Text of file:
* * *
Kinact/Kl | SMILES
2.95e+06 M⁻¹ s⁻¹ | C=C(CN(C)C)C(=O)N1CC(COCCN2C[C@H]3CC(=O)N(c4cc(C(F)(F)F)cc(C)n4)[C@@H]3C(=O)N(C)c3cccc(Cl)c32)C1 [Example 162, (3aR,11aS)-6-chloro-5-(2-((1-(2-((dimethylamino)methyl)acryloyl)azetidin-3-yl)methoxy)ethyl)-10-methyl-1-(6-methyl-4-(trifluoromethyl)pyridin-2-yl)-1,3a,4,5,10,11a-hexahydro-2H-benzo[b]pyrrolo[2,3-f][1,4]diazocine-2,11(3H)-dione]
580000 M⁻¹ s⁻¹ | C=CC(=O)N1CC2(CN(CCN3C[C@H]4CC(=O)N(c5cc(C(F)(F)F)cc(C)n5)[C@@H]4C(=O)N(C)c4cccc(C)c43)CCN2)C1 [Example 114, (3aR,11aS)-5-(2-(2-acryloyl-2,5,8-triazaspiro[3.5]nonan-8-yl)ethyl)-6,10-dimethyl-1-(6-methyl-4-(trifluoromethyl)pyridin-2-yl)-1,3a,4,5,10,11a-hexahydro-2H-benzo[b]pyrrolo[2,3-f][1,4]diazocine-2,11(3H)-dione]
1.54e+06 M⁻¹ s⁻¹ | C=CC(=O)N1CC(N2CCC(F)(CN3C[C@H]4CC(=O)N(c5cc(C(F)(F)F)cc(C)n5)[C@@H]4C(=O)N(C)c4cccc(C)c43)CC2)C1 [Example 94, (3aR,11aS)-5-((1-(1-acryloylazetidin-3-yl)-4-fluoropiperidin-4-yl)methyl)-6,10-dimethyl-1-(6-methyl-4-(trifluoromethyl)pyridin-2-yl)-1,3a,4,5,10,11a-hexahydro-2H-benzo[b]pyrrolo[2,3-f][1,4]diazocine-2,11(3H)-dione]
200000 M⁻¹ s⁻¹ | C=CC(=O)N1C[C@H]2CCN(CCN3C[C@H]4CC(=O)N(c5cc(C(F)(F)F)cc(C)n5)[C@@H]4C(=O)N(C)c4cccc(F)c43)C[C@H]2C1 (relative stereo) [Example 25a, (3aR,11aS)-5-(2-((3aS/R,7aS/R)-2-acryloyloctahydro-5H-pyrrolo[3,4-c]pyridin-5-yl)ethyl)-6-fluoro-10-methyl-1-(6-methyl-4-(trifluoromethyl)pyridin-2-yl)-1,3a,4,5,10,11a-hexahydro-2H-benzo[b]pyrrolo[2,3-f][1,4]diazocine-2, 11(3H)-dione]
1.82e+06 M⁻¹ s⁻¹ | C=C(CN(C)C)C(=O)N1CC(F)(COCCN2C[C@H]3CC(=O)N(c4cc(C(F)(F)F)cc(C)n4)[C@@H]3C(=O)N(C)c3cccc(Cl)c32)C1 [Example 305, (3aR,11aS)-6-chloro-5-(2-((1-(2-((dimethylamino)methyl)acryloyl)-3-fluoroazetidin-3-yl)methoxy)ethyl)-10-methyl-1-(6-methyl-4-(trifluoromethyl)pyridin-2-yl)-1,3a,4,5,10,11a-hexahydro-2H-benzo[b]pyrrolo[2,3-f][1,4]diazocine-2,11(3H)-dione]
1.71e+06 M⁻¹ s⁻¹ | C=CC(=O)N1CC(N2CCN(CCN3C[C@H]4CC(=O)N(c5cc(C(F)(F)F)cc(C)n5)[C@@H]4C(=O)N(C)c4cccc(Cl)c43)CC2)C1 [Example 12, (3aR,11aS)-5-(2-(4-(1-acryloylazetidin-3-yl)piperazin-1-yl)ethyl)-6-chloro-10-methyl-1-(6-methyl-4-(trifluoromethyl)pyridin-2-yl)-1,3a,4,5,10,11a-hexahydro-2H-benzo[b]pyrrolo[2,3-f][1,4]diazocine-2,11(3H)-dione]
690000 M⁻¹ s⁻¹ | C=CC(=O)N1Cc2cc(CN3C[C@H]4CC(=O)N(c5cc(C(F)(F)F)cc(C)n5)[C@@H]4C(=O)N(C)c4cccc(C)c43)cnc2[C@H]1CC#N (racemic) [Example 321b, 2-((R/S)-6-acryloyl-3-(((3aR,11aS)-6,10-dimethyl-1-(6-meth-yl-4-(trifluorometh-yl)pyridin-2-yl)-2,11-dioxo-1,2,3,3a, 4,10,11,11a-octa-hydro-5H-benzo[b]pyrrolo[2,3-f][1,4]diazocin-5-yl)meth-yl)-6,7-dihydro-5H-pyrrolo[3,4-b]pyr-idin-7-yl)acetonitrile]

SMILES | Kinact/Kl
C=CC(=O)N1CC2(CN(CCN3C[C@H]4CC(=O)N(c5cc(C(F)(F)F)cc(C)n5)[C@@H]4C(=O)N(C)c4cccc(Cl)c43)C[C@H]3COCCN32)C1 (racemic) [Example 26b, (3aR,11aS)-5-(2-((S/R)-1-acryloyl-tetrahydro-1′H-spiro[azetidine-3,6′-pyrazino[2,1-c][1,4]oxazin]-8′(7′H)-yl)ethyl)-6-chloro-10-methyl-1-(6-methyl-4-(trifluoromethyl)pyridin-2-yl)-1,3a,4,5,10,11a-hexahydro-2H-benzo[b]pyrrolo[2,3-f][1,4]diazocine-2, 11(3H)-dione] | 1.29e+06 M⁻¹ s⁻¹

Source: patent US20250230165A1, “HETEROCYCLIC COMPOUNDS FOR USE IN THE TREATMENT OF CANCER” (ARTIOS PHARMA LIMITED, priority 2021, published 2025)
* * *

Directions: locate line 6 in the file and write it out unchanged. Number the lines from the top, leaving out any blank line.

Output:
1.82e+06 M⁻¹ s⁻¹ | C=C(CN(C)C)C(=O)N1CC(F)(COCCN2C[C@H]3CC(=O)N(c4cc(C(F)(F)F)cc(C)n4)[C@@H]3C(=O)N(C)c3cccc(Cl)c32)C1 [Example 305, (3aR,11aS)-6-chloro-5-(2-((1-(2-((dimethylamino)methyl)acryloyl)-3-fluoroazetidin-3-yl)methoxy)ethyl)-10-methyl-1-(6-methyl-4-(trifluoromethyl)pyridin-2-yl)-1,3a,4,5,10,11a-hexahydro-2H-benzo[b]pyrrolo[2,3-f][1,4]diazocine-2,11(3H)-dione]